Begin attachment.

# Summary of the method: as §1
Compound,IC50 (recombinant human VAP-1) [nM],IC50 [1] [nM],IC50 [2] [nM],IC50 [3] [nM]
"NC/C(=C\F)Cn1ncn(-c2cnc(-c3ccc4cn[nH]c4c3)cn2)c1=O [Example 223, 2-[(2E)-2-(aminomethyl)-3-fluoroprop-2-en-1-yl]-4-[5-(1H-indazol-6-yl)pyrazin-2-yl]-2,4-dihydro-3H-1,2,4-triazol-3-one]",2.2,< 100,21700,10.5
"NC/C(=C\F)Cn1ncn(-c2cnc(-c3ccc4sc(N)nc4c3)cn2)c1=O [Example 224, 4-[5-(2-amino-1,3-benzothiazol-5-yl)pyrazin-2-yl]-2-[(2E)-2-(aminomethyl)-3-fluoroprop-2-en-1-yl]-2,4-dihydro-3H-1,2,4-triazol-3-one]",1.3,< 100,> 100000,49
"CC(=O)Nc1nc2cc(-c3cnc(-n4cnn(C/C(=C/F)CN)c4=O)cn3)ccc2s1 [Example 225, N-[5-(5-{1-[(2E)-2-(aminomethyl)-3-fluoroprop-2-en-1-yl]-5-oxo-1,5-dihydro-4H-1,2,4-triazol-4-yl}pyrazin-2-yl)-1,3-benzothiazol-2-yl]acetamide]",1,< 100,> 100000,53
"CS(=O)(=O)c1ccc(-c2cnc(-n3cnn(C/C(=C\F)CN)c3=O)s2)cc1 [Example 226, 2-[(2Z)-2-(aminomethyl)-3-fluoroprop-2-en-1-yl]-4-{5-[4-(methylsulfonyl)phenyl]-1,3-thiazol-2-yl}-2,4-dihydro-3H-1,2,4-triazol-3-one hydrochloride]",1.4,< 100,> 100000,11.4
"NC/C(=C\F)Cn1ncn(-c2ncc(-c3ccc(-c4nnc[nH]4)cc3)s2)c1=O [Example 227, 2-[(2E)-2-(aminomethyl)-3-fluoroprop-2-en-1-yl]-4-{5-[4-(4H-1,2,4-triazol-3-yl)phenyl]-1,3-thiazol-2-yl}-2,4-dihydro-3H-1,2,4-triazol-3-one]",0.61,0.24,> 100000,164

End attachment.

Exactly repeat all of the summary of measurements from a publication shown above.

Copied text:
# Summary of the method: as §1
Compound,IC50 (recombinant human VAP-1) [nM],IC50 [1] [nM],IC50 [2] [nM],IC50 [3] [nM]
"NC/C(=C\F)Cn1ncn(-c2cnc(-c3ccc4cn[nH]c4c3)cn2)c1=O [Example 223, 2-[(2E)-2-(aminomethyl)-3-fluoroprop-2-en-1-yl]-4-[5-(1H-indazol-6-yl)pyrazin-2-yl]-2,4-dihydro-3H-1,2,4-triazol-3-one]",2.2,< 100,21700,10.5
"NC/C(=C\F)Cn1ncn(-c2cnc(-c3ccc4sc(N)nc4c3)cn2)c1=O [Example 224, 4-[5-(2-amino-1,3-benzothiazol-5-yl)pyrazin-2-yl]-2-[(2E)-2-(aminomethyl)-3-fluoroprop-2-en-1-yl]-2,4-dihydro-3H-1,2,4-triazol-3-one]",1.3,< 100,> 100000,49
"CC(=O)Nc1nc2cc(-c3cnc(-n4cnn(C/C(=C/F)CN)c4=O)cn3)ccc2s1 [Example 225, N-[5-(5-{1-[(2E)-2-(aminomethyl)-3-fluoroprop-2-en-1-yl]-5-oxo-1,5-dihydro-4H-1,2,4-triazol-4-yl}pyrazin-2-yl)-1,3-benzothiazol-2-yl]acetamide]",1,< 100,> 100000,53
"CS(=O)(=O)c1ccc(-c2cnc(-n3cnn(C/C(=C\F)CN)c3=O)s2)cc1 [Example 226, 2-[(2Z)-2-(aminomethyl)-3-fluoroprop-2-en-1-yl]-4-{5-[4-(methylsulfonyl)phenyl]-1,3-thiazol-2-yl}-2,4-dihydro-3H-1,2,4-triazol-3-one hydrochloride]",1.4,< 100,> 100000,11.4
"NC/C(=C\F)Cn1ncn(-c2ncc(-c3ccc(-c4nnc[nH]4)cc3)s2)c1=O [Example 227, 2-[(2E)-2-(aminomethyl)-3-fluoroprop-2-en-1-yl]-4-{5-[4-(4H-1,2,4-triazol-3-yl)phenyl]-1,3-thiazol-2-yl}-2,4-dihydro-3H-1,2,4-triazol-3-one]",0.61,0.24,> 100000,164